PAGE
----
Earthquake in Turkey: could it have been predicted

February 6, around 4:17 am local time, a strong earthquake of magnitude 7.8 hit the south

Turkey and northern Syria. A few hours later, a magnitude 7.5 earthquake hit Lebanon, Israel, Egypt, Jordan and Cyprus.

With the death toll now in excess of 7,000 people, one wonders whether the destruction of 6,000 buildings and, more importantly, the loss of life, could have been predicted.

Earthquake in Turkey: why so many people died and where will the next push

The question was answered by Zoe Mildon, Associate Professor of Earth Sciences at the University of Plymouth, UK, whose research focuses on earthquake dynamics.

Turkey is known as a seismically active country.However, the most recent earthquakes (those that were no later than the last century) occurred along the North Anatolian fault, which runs from east to west through the north of the country. The last earthquake of this magnitude occurred in 1999, near the city of Izmit. Its power was 7.6 points and 17,000 people died.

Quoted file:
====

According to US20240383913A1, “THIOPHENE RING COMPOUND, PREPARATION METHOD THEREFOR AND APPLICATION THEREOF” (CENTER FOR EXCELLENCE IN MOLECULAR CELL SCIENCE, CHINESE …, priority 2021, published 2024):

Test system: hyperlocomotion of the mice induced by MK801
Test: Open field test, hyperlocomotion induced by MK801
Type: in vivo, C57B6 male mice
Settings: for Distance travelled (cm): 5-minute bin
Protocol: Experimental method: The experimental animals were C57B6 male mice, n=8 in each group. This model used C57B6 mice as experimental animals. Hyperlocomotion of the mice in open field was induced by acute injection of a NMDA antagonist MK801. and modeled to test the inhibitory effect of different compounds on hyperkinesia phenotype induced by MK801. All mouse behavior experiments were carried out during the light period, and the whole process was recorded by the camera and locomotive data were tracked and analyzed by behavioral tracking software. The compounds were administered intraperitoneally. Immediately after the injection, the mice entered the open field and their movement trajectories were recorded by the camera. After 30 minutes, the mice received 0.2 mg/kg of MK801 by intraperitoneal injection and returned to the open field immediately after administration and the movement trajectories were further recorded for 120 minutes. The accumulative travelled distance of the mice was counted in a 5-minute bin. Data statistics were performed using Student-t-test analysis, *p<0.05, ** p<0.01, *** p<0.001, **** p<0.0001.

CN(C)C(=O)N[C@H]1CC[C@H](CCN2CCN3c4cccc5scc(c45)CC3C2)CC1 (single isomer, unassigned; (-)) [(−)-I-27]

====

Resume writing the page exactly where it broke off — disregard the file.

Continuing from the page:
Faults in Turkey. Photo: Mikenorton/Wikimedia Commons

However, the area hit by Monday's quake has not experienced such a large earthquake - at least not one in the entire life of the current local population.

“Earthquakes of this magnitude cannot bepredict, at least to the extent of knowing when and where it will happen, ”explains the scientist. She added that aftershocks (subsequent earthquakes) always occur after large magnitude earthquakes. Therefore, more small shocks are expected in the area in the coming days or weeks.

Read more:

Scientists transplanted human “brain” into rats and told what happened in the end

Two photos of the Earth with a difference of 50 years were compared at NASA: what scientists found

Found a rare planet, very similar to the Earth. She is close to us

On the cover: IHH Humanitarian Aid Fund, CC BY 2.0, via Wikimedia Commons